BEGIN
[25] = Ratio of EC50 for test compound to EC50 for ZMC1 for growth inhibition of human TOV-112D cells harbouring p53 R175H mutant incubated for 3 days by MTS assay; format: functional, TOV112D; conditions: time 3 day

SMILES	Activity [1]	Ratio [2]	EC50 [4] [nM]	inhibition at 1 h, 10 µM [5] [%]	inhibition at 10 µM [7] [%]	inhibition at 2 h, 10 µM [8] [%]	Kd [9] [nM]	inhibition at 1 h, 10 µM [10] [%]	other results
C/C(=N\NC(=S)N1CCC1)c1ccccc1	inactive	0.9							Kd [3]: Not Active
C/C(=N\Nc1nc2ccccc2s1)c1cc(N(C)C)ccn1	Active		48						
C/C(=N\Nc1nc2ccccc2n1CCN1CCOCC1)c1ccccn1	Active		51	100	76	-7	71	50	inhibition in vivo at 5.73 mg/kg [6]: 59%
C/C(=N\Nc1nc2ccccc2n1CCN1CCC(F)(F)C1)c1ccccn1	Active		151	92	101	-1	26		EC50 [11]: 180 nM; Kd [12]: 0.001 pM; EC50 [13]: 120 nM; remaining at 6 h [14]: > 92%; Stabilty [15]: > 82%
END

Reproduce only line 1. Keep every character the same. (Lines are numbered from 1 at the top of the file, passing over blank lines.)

[25] = Ratio of EC50 for test compound to EC50 for ZMC1 for growth inhibition of human TOV-112D cells harbouring p53 R175H mutant incubated for 3 days by MTS assay; format: functional, TOV112D; conditions: time 3 day